top of page

Battleship Putinkin: Anarchy in the Ukraine

This week tensions between the Ukraine and Russia took an explosive turn (literally) when ships from each country’s navy clashed off the coast of Crimea, annexed by Russia in 2014 amidst a chorus of international grumbling. Despite the flagrant disregard for international law, this Russian invasion of another country’s sovereign territory was challenged only by a series of economic sanctions. Since then relations between Ukraine and Russia have been frosty at best, with near continuous fighting between the government and semi-covertly Russian-backed rebel groups in eastern Ukraine. Last Sunday, whilst transferring between ports, a group of Ukrainian naval vessels were intercepted by Russian ships in a channel known as the Kerch Strait, a vital link from the Black Sea into the Sea of Azov.

Illustration by Rhiannon Powell

Precise details of the encounter are limited, but there is footage of the larger Russian ships ramming the small Ukrainian gunboats and there were reports of shots being fired – at least three Ukrainian sailors were injured. The Russians proceeded to capture the vessels and their crews, who are now being detained in Russia. Ukrainian leader Petro Poroshenko has called this an unprovoked attack and says that they had given the Russians plenty of warning that their ships would be passing through the strait. Following an all-night meeting of his war council, his response was to implement marshal law along the border for 30 days – something that wasn’t even done at the height of the Crimea incident four years ago.

President and former KGB agent Putin has told media that he has evidence that proves the Ukrainian leader planned this provocation as a stunt to improve his poor position in the polls ahead of next year’s election. It is true that Mr Poroshenko is far from popular with his electorate, but I think bringing your country to the verge of war just to win electoral points sounds more like a strategy from Putin’s little red playbook. This is yet another example of the Russian chauvinism that has led many to claim that we’re well on the way to another Cold War – but this time the Kremlin doesn’t just have a hotline to the Oval Office, but a loyal servant in there too!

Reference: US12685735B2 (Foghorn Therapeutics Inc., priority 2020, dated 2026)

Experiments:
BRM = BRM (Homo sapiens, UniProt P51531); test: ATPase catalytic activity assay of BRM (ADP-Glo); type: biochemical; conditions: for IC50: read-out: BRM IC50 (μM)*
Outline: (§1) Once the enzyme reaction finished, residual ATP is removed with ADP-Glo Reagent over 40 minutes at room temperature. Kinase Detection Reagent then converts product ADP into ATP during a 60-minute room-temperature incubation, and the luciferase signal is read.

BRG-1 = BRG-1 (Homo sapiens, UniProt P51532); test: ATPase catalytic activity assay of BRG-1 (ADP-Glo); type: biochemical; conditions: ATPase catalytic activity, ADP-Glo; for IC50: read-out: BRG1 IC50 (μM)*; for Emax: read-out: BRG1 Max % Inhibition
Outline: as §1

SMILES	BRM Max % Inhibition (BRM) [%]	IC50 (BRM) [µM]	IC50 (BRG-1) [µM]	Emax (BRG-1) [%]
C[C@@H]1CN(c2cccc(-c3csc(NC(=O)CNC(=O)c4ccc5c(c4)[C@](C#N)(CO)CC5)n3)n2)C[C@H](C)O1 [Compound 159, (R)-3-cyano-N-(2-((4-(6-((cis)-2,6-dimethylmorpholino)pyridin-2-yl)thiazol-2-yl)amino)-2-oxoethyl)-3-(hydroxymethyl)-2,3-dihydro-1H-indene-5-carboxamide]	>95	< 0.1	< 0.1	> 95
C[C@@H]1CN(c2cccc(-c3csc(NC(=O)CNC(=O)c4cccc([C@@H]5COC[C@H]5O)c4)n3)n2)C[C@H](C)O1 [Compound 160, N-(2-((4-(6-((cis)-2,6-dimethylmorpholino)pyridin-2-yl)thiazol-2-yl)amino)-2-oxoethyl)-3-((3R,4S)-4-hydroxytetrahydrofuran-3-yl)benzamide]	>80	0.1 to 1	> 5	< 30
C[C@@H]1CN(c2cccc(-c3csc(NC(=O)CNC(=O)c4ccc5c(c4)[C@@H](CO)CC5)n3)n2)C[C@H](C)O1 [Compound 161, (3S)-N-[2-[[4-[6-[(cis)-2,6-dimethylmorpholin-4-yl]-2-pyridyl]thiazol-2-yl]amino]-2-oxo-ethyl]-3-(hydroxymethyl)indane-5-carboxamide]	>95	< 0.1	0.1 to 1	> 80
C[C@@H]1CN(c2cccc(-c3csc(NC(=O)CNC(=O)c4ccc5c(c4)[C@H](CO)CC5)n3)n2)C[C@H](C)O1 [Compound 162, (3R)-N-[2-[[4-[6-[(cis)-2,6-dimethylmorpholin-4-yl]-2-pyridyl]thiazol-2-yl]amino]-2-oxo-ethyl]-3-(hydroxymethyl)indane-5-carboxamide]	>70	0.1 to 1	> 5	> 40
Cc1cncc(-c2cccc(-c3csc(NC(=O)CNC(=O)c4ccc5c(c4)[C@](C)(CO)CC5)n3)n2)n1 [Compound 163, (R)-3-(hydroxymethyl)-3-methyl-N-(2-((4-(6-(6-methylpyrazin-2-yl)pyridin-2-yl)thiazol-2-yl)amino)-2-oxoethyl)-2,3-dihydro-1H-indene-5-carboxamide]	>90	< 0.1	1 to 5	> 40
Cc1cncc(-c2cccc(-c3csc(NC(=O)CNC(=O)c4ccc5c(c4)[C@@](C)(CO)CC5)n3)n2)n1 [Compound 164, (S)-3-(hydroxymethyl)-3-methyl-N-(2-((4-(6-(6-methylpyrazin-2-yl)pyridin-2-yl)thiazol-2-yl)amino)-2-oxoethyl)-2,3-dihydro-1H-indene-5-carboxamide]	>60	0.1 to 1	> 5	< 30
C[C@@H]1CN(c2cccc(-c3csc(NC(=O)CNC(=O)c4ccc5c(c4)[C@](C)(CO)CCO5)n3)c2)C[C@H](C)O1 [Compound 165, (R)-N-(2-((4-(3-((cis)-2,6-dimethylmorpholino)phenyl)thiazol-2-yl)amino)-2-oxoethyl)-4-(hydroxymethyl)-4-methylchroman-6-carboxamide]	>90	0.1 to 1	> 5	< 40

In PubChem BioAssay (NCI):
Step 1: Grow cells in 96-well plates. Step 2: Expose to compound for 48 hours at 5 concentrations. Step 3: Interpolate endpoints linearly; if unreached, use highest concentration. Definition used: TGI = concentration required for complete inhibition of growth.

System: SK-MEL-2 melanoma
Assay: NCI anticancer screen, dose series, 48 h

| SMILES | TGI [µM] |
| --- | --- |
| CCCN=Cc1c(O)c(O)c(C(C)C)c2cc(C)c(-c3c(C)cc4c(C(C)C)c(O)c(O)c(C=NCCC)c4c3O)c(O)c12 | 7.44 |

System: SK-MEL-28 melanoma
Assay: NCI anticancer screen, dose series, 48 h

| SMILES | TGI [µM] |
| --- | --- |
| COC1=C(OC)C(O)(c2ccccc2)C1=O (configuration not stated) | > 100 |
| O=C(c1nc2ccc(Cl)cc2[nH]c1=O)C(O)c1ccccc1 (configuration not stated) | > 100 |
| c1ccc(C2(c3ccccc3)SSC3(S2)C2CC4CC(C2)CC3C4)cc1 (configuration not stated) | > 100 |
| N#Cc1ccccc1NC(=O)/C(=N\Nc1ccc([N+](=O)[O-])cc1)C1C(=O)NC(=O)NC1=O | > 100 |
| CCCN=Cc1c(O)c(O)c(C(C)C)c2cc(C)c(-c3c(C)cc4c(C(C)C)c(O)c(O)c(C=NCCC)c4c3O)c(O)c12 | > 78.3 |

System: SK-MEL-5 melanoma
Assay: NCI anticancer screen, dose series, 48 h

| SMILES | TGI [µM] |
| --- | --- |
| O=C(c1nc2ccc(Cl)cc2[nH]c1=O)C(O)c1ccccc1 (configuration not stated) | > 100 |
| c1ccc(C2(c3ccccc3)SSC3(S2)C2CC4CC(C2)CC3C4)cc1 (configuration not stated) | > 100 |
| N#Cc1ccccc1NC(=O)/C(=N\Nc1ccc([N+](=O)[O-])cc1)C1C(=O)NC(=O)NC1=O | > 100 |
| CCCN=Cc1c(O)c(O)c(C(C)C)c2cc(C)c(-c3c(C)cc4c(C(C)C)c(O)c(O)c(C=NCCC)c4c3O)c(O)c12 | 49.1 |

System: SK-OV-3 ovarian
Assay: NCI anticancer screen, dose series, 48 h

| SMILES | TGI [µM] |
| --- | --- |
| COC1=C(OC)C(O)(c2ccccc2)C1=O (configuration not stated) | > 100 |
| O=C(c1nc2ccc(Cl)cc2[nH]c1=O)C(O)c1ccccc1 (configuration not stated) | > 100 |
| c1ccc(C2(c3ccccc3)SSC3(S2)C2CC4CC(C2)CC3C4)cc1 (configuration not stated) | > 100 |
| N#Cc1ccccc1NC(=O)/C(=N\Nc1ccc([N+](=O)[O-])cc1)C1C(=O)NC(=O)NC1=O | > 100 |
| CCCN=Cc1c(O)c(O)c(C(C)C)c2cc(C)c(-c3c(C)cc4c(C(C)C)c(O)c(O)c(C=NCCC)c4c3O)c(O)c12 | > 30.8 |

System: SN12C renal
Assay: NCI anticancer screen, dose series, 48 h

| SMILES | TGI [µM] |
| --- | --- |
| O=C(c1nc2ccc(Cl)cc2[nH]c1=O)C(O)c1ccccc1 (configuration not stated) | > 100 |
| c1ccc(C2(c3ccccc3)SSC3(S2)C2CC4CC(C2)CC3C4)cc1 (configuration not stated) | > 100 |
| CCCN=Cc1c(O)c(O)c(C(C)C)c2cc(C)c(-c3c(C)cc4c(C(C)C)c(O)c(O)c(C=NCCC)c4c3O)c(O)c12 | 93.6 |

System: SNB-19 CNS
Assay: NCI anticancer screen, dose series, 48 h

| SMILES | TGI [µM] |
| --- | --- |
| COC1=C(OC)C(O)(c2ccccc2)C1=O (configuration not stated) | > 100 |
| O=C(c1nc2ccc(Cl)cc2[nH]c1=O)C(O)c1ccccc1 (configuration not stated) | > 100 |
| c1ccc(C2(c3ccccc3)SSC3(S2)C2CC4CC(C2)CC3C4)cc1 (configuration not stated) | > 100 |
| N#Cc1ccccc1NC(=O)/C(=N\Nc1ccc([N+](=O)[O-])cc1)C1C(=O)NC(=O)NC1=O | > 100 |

Meanwhile back in the Brexit Bonanza that is Britain, Theresa May toured the country to try to convince the people that the deal she has negotiated with the EU is better than a poke in the eye with a sharpened stick. Seemingly forgetting that it will be MPs who vote on the deal and not the electorate – didn’t you say you were only following the “will of the people” in the first place, Theresa? The date set for this vote is the 11th of December, leaving just over a week to turn around a parliament that seems set on rejecting her deal. Many Conservatives don’t think much of her plan while Labour intends to use the vote to force a general election, or maybe even a second referendum – they’re just waiting for their leader to change his mind. If May loses this vote, as predicted, one would think she would have to resign, although this has been said at regular intervals throughout her premiership and she’s somehow still here. When asked about this eventuality she said that “obviously decisions would have to be taken” – thanks for clearing that up, PM!

To continue the thread of bright and uplifting news, Governor of the Bank of England Mark Carney suggested this week that in the event of a no-deal Brexit the UK could face a serious economic crash. This caused the Member of Parliament for the Constituency of Jeeves and Wooster, Jacob Reese-Mogg, to unleash a tirade of upper-class savagery labelling Carney as a “a second-tier Canadian politician: having failed in Canadian politics he’s got a job in the UK, which he isn’t doing well”. Something about people in glass houses not throwing stones, eh? The pair has clashed before, with Reese-Mogg frequently accusing Carney of politicising the apolitical institution of the Bank of England. He may have a point: Carney is the most publicly vocal Governor the Bank has had for a long time, but surely if the ship was on course to hit an iceberg (or the Brexit bus about to fall off a cliff), you’d want the captain to warn you, no?

Ah well – I’d better stop now, before I fall back into Brexit/Titanic analogies…

Until next week.

Recent Posts
bottom of page